Nine Western utilities join up to get power from sun, wind, and steam

By , Special to The Christian Science Monitor

The search for viable and reliable alternate and renewable sources of electricity has brought together electric utilities in California, Oregon, and Nevada in a half-dozen new power projects involving the sun, wind, or geothermal , estimated to have a cost of more than $350,000.

Nine Western utilities, both public and investor-owned, are sponsors of these alternative approaches to electric power generation.

Wind generation of power in Oregon is expected to take a giant stride forward between now and 1987, when two large-scale, wind-power ''farms'' now planned for the southern Oregon coast begin operation. Pacific Power & Light Company (PP&L) here has a stake in both those projects, while Portland General Electric Company (PGE) has joined PP&L in the other.

Recommended: Default

Of the nine utilities, Pacific Power is the only one involved in all six projects.

Four other proposed projects include:

* An 11,000-kilowatt fuel-cell project that is a cooperative effort of PP&L; PGE; United Technologies, of Hartford, Conn.; and Tektronix, a Portland electronics firm.

* A 2,500-kw. central station solar plant, to be built by Boeing Engineering & Construction Company of Seattle for PP&L, PGE, CP National of San Francisco, and Harney Electrical Co-operative in Burns, Ore.

* A 2,000-kw. direct, solar-conversion photovoltaic power plant for the Northwest, to be designed and built by Acurex Solar Corporation of Mountain View , Calif., for PP&L, PGE, Harney, the Pacific Northwest Generating Company of Portland (a group of public utility interests), and Surprise Valley Electrification Corporation, Alturas, Calif.

* A 10,000-kw. geothermal generating plant, announced in May 1981, to be built for PP&L, the Eugene (Ore.) Water & Electricity Board, Sierra Pacific Power Company, of Reno, Nev., and Sacramento (Calif.) Municipal Utility District. The plant is to be built and operated by a joint venture firm organized by the four utilities and called NORNEV Demonstration Geothermal Company.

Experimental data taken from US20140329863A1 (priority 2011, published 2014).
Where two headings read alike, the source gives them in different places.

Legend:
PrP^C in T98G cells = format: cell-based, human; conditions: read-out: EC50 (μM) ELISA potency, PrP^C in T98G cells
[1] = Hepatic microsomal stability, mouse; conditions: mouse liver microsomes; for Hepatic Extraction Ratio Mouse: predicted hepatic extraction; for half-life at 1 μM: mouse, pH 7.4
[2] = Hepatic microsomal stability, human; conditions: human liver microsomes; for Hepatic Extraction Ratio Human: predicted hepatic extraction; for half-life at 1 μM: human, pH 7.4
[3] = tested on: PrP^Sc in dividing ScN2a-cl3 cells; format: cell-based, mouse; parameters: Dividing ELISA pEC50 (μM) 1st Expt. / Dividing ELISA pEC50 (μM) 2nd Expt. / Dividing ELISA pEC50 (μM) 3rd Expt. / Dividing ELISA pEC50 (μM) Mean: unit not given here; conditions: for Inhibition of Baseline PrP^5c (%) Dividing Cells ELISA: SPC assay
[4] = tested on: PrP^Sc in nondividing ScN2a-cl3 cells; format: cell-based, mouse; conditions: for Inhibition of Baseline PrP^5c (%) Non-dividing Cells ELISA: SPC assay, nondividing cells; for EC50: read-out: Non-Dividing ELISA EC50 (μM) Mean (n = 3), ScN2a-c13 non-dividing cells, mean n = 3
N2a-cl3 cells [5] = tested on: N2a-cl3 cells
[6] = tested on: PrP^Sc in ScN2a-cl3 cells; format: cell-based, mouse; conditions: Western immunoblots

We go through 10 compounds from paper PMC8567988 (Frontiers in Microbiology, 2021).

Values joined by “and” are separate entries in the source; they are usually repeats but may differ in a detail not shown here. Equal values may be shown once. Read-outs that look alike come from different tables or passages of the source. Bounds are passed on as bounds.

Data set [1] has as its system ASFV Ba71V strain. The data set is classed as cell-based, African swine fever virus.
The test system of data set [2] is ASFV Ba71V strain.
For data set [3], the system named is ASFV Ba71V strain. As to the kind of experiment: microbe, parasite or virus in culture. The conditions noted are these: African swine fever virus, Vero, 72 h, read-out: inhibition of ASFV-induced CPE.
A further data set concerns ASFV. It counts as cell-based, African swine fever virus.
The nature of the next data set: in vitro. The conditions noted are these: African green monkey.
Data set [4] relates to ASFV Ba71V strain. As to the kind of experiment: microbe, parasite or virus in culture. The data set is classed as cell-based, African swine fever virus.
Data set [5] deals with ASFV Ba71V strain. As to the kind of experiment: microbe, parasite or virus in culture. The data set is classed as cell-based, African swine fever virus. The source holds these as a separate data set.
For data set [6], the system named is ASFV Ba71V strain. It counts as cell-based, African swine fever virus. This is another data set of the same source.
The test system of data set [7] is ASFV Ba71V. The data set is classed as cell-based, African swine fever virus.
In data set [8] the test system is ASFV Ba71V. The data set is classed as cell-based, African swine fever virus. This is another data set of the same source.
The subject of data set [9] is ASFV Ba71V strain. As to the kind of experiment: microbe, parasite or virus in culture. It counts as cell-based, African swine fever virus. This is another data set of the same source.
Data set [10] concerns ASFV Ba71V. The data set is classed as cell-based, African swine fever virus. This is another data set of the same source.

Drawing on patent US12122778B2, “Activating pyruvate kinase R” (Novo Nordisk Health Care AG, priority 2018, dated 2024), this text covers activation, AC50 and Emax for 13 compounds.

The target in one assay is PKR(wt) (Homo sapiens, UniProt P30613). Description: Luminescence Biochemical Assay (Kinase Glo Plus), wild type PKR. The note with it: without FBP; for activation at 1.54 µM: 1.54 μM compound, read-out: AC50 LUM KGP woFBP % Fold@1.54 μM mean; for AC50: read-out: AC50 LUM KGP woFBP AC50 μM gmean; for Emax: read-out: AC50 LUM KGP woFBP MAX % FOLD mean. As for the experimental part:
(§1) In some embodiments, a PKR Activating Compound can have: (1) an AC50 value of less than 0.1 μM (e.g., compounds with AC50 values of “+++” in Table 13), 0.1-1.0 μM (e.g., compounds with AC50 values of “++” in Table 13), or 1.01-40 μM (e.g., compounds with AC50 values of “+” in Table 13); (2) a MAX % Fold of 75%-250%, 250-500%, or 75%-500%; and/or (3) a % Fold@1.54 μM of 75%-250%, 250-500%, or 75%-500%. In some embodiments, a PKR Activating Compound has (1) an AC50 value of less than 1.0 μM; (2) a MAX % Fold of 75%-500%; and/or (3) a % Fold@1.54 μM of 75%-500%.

The Oregon wind farms program calls for construction, in the first project, of 25 wind-driven electrical generators in Coos County, south of the town of Coos Bay. In the other, a generating complex of 30 wind-driven turbines is planned for Curry County, near Cape Blanco, north of Port Orford.

Those two sites, with wind velocity running to 18 miles an hour on an annual basis, are considered the best in the entire Northwest for the purpose.

For the Coos County set-up, AeroViron- ment Inc, Pasadena, Calif., will finance the purchase and installation of the turbines, which will be built by Energy Sciences Inc., Boulder, Colo. In connection with this Coos County project , PP&L's sole obligation will be to purchase the electric power produced.

Joining PP&L and PGE in Oregon's Curry County project will be Windfarms Ltd., of San Francisco, which is to manage the feasibility study and project licensing , and also assume responsibility for financing, constructing, and operating the project. Power produced at the Curry County site would be sold, not only to PGE and PP&L, but to the Bonneville Power Administration.

The Bonneville Power Administration (BPA) has been asked to fund feasibility studies of four of the proposed projects, which will include the Curry County ''wind farm,'' both solar projects and the fuel cell project. The request to BPA was made under terms of the Regional Power Act, covering renewable power generating projects.

Estimated cost of the six projects ranges from $250 million for the Curry County ''wind farm'' to $50 million for the fuel cell project. There was no estimate of the cost of the Coos Bay project, as costs are to be borne by the builder, AeroVironment Inc.

Share this story:

We want to hear, did we miss an angle we should have covered? Should we come back to this topic? Or just give us a rating for this story. We want to hear from you.

Loading...

Loading...

Loading...